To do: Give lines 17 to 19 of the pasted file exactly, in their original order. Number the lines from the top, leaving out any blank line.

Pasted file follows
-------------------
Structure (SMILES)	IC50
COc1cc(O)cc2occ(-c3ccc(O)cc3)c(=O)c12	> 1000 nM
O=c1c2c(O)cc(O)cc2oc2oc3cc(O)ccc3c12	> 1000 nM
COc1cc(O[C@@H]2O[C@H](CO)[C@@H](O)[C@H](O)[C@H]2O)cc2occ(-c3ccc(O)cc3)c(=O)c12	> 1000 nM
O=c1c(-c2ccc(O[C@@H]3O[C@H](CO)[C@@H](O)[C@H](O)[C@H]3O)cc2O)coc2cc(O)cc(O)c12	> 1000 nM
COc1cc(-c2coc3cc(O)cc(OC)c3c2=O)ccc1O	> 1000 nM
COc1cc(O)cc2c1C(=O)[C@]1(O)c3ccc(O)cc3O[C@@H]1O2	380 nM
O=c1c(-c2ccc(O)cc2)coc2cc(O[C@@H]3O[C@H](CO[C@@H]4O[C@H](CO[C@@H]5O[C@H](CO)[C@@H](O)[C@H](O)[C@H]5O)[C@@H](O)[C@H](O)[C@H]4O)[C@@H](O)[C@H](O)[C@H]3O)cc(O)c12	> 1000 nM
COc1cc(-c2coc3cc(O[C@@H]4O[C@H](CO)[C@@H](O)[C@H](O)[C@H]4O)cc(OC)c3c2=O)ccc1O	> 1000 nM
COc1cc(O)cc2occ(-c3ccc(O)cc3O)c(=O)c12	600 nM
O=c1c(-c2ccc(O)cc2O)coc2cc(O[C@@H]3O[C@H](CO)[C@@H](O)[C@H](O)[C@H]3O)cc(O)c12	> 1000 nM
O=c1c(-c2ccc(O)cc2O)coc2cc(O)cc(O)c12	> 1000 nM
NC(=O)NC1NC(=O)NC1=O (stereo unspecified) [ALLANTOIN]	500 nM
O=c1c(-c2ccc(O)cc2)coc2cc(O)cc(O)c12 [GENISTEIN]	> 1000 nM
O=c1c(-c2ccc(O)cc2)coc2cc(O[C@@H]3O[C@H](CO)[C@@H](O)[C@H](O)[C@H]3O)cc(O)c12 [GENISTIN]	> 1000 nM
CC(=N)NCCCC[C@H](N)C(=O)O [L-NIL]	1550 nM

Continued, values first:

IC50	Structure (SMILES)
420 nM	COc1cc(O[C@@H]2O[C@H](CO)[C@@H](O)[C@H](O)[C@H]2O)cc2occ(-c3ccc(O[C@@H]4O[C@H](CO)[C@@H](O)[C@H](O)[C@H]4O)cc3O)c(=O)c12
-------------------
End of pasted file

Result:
Continued, values first:

IC50	Structure (SMILES)
420 nM	COc1cc(O[C@@H]2O[C@H](CO)[C@@H](O)[C@H](O)[C@H]2O)cc2occ(-c3ccc(O[C@@H]4O[C@H](CO)[C@@H](O)[C@H](O)[C@H]4O)cc3O)c(=O)c12